Writing is not therapy, but it pushes for a discovery of self in a similar way. It requires you to make your fleeting thought a hard fact in the world, and to make yourself answerable for that fact. If you can’t do that, you need to revise your thought and find another fact, one that you can live with as your own.
When confronted with frustration or failure, I recoil. I procrastinate. I surf the web, I lie on the couch, I respond to emails, I stare out the window. I do everything but the work that I need to do. This seems normal to me. From the many conversations I’ve had with students, it’s normal to them, too.
How do we deal with that? Some part of it is working through, getting help, breaking things down into smaller parts, developing resilience. It requires a patience with your own crap, as Philip Roth once put it. And some part of it involves deadlines and expectations from other people and, yes, the sanction of their negative judgment.
Many of my fellow academics are uncomfortable exercising this sanction, or acknowledging that it’s part of their job. They wonder why we need grades at all. When I listen to them talk about these issues, I hear about a classroom that works solely through the pleasure of positive inducement, the inspiration of the instructor, the well-designed assignment. I hear about a form of education that elicits and responds only to curiosity and desire. There is even a strange self-flagellation among instructors who feel they have to be the consummate entertainer, the most understanding parent, the most empathetic friend, before they can ask anything of, or expect anything from, their students. If the students are cheating, it’s because we’ve failed. The solution must be that we need to work harder.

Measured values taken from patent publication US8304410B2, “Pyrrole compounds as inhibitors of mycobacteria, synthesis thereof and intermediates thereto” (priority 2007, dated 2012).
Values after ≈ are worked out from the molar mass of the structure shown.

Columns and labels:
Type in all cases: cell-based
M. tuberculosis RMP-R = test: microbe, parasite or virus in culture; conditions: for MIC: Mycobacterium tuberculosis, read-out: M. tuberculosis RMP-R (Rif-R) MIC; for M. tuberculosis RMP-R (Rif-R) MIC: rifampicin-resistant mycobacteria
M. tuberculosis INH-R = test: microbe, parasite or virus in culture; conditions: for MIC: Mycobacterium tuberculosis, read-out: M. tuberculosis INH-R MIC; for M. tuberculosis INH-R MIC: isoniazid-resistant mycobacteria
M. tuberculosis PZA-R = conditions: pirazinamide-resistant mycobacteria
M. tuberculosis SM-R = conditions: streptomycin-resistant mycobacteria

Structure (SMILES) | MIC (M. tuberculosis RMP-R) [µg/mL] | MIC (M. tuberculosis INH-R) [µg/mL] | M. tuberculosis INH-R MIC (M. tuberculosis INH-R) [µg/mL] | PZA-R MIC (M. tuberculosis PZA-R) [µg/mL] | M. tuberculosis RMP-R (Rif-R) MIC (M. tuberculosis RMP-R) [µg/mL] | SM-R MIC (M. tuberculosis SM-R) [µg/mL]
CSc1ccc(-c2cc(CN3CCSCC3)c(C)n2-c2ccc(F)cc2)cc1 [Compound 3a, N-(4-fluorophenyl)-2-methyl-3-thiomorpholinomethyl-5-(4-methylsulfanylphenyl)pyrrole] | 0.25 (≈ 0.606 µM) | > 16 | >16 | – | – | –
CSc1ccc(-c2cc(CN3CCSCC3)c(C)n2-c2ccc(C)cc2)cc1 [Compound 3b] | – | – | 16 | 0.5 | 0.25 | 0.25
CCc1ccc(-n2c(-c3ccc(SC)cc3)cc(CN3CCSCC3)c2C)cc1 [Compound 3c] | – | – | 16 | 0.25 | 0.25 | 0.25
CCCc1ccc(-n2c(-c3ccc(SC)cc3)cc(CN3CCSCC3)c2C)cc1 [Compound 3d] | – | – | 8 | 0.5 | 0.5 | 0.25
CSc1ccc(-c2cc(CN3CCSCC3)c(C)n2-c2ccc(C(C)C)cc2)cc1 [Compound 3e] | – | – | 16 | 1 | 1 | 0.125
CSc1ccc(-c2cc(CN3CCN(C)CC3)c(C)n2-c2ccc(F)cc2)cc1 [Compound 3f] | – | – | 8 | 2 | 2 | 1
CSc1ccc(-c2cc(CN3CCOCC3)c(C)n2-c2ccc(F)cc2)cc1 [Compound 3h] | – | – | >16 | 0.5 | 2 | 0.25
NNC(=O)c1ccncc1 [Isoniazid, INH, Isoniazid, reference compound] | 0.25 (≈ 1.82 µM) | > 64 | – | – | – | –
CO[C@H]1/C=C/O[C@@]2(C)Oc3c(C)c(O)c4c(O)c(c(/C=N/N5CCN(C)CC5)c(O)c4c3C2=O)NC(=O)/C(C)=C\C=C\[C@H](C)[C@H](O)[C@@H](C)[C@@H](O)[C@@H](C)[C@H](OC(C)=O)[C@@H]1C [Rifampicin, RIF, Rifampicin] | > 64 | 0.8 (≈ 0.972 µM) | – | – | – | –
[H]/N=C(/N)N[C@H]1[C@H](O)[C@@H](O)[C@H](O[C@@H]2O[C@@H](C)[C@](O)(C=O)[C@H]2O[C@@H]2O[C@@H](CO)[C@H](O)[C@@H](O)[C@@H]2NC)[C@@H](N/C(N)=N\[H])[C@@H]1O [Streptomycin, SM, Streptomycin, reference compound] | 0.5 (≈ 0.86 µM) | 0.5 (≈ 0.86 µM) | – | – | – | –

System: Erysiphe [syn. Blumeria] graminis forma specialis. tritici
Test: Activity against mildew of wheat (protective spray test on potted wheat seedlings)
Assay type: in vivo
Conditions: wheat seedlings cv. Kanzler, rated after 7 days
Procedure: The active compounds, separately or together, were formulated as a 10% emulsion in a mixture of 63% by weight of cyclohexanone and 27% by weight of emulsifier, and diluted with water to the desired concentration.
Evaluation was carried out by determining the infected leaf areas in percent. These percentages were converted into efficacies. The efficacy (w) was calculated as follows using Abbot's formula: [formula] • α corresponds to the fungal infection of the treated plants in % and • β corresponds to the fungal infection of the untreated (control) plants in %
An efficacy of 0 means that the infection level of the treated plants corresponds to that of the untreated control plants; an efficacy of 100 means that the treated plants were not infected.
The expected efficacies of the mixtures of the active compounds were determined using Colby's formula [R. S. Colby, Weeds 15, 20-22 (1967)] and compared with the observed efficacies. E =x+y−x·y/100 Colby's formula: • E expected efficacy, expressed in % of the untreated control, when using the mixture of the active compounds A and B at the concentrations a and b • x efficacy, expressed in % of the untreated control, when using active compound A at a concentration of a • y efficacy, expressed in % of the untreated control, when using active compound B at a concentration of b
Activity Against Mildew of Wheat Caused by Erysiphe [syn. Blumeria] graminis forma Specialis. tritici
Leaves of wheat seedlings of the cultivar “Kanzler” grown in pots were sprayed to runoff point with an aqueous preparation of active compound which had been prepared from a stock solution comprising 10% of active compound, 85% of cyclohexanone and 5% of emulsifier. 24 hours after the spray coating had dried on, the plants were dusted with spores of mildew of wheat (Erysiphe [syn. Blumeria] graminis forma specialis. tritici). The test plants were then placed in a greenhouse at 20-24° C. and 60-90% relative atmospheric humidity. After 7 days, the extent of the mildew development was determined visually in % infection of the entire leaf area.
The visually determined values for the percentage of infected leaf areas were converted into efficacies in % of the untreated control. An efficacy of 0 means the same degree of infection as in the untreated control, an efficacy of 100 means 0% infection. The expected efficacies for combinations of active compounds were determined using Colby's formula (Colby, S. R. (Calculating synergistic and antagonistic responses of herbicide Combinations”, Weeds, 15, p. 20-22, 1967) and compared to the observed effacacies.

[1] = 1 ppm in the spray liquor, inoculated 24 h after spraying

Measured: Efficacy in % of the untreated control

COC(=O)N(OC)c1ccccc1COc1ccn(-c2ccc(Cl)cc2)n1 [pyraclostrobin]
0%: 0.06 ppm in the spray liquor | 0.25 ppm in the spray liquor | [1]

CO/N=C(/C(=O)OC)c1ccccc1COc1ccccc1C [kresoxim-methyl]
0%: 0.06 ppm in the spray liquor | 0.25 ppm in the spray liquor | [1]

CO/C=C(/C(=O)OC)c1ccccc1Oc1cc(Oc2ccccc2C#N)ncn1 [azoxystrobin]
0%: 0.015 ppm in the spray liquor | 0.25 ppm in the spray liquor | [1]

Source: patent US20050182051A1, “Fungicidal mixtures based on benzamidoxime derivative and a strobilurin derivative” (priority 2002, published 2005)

In my experience, that’s a fantasy that serves neither student nor instructor. There is nothing in the realm of work — no matter how interesting or exciting or desired — that does not entail, at some point, the experience of frustration, self-doubt, loneliness, and anxiety. Experiences that most of us (realistically, all of us) flee from, especially when we’re by ourselves, without the helping hand or reassurance or conversational ease of another. Some professors think that it’s the pressure and “high stakes” of our grading and assessment regimes that produce those feelings of discomfort in our students. I think it’s intrinsic to the work, if you’re doing it right.
Instructors feel they have to be the consummate entertainer, the most understanding parent, the most empathetic friend, before they can ask anything of, or expect anything from, their students.
Our goal shouldn’t be to eliminate this discomfort. We need to teach students that it’s part of the process, and develop strategies for coping with it. But for students to really get that — to believe it, to feel it — they have to do the work. They have to go through that process in order to learn that they can’t run from it, or outsource it to AI, and, more important, that they don’t need to run from it.
Sometimes — often, in my experience — it’s the shock of a bad grade that gets students to start doing the work in a way that leads to the pleasure of self-knowledge and discovery, of seeing inchoate thoughts turn into clear ideas.